Reviews of the hardback: 'One of Butterworth's strengths is to bring out the hidden terminology of magic.' Times Literary Supplement 'One of the strengths of Butterworth's book is the way that it brings together material relating to both the medieval and early modern periods ... This is a serious, empirical account of a colourful subject and Butterworth's interest lies in the 'how' rather than the 'why' of the magical illusion.' Around the Globe 'The range of evidence used in this study is impressive, and is used by Butterworth with ease and aplomb ... Butterworth's is a serious, scholarly work, thorough and written with an iron grasp of the material. This makes it an invaluable source for the understanding of the minutiae of medieval and early modern theatrical culture ...' Marginalia 'Philip Butterworth is rapidly establishing himself as the pre-eminent authority on special effects of the medieval stage ... His approach is cautious, scholarly, and thorough ... Magic on the Early English Stage is a valuable addition to our knowledge of stage effects and other technical 'tricks' of the period.' Comparative Drama 'Magic on the Early English Stage provides an unprecedentedly precise and impeccably thorough survey of the historical records within its purview.' Studies in English Literature 'Philip Butterworth's book is one of the first to position the elements of magic and conjuring within the broader context of 'legitimate' theatre history.' Theatre Journal 'The study remains a meticulously organized expansion of our records and understanding of early modern magic.' Michael Saenger PhD, Southwestern University 'What makes Butterworth's Magic on the Early English Stage so remarkable is its ability to be at once profoundly erudite while conveying the wonder of these performers and their performances. ... Equally impressive is Butterworth's exhaustive compilation and use of sources, many of which, as he notes, have not been in print since their original publication. ... The reader leaves this text feeling quite certain that though his subject is sleight of hand and other devices meant to misdirect, Butterworth himself us guilty of no such tricks, instead delivering a truly spectacular work that will be of use to all interested in the early English stage for many years to come.' Early Modern Literary Studies 'Butterworth's book is an enlightening introduction to the technique and application of magic in medieval and renaissance England ...' Shakespeare Bulletin 'Butterworth is an accomplished and careful scholar and his crossroad is clearly marked for the reader. ... some interesting insights ... Butterworth has done a credible job ... I have no doubt this book will appear in many a future footnote.' Marina Favila, Medieval and Renaissance Drama in England Magic on the Early English Stage is highly recommended to all scholars and lovers of magic history, at the very least because the author's research astonishes with its sheer number of rich, varied and carefully enumerated references culled from the sources quoted above - the reference sections (appendices, notes and bibliography) alone comprise nearly one third of the book's 295 pages. ... Truly academic studies of conjuring history are relatively rare, and fewer still attain broad distribution or recognition, with most languishing as unpublished doctoral theses. Fortunately, Cambridge University Press has seen fit to publish Dr Philip Butterworth's Magic on the Early English Stage ... Alas, the size of our modest quarterly prohibits a review which adequately conveys the wealth and breadth of material ... Dr Butterworth's book is unreservedly recommended to all MCA members. There is simply no other work at present which compares in scope or scholarship ...' Magicol Review of the paperback: 'Philip Butterworth's style is excellently suited towards theater studies, and will teach students the material clearly without overcomplicating the subject ... [The] paperback format ... raises the bar for Magic on the Early English Stage's high standard of excellence, making sure that it stays one of the foremost theater studies textbooks.' Bookrenter.com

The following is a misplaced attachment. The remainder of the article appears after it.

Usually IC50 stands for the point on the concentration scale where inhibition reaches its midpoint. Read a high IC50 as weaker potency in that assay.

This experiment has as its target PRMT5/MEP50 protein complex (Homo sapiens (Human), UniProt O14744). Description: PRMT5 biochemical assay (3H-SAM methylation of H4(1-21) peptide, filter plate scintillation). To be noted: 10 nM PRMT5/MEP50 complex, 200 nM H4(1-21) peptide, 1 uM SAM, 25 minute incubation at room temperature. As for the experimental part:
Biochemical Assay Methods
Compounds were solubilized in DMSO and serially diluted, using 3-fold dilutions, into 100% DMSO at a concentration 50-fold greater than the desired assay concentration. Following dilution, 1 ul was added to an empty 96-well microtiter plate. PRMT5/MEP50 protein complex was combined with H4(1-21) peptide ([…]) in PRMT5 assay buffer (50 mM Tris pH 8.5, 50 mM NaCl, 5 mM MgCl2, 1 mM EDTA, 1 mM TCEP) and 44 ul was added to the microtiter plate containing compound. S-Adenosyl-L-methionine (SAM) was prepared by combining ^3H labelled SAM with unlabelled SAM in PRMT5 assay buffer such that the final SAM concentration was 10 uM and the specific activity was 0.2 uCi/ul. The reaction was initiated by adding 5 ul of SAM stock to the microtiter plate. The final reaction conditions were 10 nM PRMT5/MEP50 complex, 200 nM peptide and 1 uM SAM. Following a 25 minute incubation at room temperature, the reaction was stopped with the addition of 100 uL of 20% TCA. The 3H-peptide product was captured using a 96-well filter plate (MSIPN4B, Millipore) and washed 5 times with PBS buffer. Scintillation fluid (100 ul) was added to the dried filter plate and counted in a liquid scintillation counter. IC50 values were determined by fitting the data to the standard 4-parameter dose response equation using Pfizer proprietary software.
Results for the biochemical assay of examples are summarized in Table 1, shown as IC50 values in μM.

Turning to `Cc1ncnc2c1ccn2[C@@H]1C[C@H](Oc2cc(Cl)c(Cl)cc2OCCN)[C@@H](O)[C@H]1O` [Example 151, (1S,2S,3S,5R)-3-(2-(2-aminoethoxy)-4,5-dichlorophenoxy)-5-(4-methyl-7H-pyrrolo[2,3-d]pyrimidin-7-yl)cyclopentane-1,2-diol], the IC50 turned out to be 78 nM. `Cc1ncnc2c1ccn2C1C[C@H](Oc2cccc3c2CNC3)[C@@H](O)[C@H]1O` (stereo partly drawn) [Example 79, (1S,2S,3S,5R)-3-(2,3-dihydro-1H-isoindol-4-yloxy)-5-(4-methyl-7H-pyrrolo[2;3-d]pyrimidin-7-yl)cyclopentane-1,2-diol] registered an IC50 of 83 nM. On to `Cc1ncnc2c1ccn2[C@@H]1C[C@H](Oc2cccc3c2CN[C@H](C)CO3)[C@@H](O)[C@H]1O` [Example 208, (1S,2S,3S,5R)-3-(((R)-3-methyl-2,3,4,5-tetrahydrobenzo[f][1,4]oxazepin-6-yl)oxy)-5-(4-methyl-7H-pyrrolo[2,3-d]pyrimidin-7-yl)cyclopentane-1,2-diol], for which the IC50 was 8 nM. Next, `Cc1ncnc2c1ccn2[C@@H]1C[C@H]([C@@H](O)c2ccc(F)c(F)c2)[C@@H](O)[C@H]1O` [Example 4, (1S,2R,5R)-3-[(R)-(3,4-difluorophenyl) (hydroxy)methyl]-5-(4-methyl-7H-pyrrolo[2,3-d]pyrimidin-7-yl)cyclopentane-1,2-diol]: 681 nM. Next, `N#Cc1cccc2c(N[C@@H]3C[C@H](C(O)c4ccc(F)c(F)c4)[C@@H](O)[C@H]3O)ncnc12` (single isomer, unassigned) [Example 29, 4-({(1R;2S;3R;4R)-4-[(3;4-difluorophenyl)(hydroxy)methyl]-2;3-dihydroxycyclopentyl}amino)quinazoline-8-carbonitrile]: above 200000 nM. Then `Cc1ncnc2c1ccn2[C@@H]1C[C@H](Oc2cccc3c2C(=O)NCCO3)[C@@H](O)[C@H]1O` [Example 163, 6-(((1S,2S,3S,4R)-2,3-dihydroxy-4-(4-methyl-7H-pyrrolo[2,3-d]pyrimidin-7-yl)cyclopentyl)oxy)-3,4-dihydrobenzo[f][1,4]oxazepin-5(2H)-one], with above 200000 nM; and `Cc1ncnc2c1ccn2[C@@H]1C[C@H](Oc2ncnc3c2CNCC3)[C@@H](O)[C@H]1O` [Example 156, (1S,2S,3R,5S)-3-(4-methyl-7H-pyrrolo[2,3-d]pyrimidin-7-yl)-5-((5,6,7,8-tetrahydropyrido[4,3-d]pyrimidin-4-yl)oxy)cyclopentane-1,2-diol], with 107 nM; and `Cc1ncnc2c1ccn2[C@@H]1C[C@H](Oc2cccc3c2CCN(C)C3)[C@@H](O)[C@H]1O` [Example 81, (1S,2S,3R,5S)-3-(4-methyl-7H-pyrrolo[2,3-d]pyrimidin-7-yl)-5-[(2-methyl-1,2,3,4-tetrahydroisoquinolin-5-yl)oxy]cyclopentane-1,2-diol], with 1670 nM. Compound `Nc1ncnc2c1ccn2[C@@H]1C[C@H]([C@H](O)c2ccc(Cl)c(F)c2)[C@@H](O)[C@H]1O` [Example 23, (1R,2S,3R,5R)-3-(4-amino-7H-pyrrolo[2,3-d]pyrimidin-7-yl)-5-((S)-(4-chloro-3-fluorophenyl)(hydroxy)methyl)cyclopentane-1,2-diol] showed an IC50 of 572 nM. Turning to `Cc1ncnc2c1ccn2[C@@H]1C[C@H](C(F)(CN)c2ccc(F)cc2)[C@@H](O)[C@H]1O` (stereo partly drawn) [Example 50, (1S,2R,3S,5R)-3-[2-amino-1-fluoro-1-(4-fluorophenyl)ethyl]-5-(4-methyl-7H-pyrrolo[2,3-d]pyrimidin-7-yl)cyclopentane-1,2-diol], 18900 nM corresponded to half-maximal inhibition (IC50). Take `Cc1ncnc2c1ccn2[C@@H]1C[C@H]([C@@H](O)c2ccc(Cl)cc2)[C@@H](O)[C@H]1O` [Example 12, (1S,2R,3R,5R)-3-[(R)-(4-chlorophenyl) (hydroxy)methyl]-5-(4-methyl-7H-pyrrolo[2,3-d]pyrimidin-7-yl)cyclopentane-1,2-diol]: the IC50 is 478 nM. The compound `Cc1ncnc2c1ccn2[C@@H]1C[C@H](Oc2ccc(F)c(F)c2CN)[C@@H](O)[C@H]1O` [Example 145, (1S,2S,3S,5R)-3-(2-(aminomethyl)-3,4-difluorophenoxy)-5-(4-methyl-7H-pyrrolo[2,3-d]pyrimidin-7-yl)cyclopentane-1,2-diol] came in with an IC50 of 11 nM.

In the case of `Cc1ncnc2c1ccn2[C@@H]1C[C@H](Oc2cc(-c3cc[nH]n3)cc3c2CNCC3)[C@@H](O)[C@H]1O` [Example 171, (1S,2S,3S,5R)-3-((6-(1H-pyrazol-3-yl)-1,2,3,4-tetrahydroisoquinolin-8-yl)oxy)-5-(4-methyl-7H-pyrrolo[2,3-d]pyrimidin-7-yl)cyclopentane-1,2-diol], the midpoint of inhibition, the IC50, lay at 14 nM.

EAN: 9780521825139
ISBN: 052182513X
Untertitel: Sprache: Englisch.
Erscheinungsdatum: April 2015
Seitenanzahl: 295 Seiten
Format: gebunden